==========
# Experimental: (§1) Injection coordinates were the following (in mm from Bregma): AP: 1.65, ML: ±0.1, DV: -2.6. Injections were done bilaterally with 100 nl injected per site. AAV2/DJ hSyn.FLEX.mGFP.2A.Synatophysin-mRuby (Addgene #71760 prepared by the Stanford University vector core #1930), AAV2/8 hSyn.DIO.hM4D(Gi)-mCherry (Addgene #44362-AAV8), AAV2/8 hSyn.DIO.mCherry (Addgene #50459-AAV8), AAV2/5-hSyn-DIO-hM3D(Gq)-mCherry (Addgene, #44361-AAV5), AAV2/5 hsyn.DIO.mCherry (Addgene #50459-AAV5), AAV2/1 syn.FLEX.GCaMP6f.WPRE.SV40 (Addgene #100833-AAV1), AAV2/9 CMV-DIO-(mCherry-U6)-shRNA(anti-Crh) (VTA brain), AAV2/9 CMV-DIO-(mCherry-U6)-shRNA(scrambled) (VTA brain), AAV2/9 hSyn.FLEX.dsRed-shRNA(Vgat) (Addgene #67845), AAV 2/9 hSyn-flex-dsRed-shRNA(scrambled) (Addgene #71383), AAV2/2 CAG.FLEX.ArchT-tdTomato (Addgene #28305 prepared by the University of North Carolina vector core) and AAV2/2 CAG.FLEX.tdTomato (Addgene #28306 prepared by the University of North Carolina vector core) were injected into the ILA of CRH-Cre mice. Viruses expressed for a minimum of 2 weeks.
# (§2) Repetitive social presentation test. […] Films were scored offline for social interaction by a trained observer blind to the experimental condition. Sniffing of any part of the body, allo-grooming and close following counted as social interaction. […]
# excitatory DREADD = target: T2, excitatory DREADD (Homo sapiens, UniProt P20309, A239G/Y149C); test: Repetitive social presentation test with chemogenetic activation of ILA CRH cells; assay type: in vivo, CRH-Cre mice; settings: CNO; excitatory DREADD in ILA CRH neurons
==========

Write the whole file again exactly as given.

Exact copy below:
# Experimental: (§1) Injection coordinates were the following (in mm from Bregma): AP: 1.65, ML: ±0.1, DV: -2.6. Injections were done bilaterally with 100 nl injected per site. AAV2/DJ hSyn.FLEX.mGFP.2A.Synatophysin-mRuby (Addgene #71760 prepared by the Stanford University vector core #1930), AAV2/8 hSyn.DIO.hM4D(Gi)-mCherry (Addgene #44362-AAV8), AAV2/8 hSyn.DIO.mCherry (Addgene #50459-AAV8), AAV2/5-hSyn-DIO-hM3D(Gq)-mCherry (Addgene, #44361-AAV5), AAV2/5 hsyn.DIO.mCherry (Addgene #50459-AAV5), AAV2/1 syn.FLEX.GCaMP6f.WPRE.SV40 (Addgene #100833-AAV1), AAV2/9 CMV-DIO-(mCherry-U6)-shRNA(anti-Crh) (VTA brain), AAV2/9 CMV-DIO-(mCherry-U6)-shRNA(scrambled) (VTA brain), AAV2/9 hSyn.FLEX.dsRed-shRNA(Vgat) (Addgene #67845), AAV 2/9 hSyn-flex-dsRed-shRNA(scrambled) (Addgene #71383), AAV2/2 CAG.FLEX.ArchT-tdTomato (Addgene #28305 prepared by the University of North Carolina vector core) and AAV2/2 CAG.FLEX.tdTomato (Addgene #28306 prepared by the University of North Carolina vector core) were injected into the ILA of CRH-Cre mice. Viruses expressed for a minimum of 2 weeks.
# (§2) Repetitive social presentation test. […] Films were scored offline for social interaction by a trained observer blind to the experimental condition. Sniffing of any part of the body, allo-grooming and close following counted as social interaction. […]
# excitatory DREADD = target: T2, excitatory DREADD (Homo sapiens, UniProt P20309, A239G/Y149C); test: Repetitive social presentation test with chemogenetic activation of ILA CRH cells; assay type: in vivo, CRH-Cre mice; settings: CNO; excitatory DREADD in ILA CRH neurons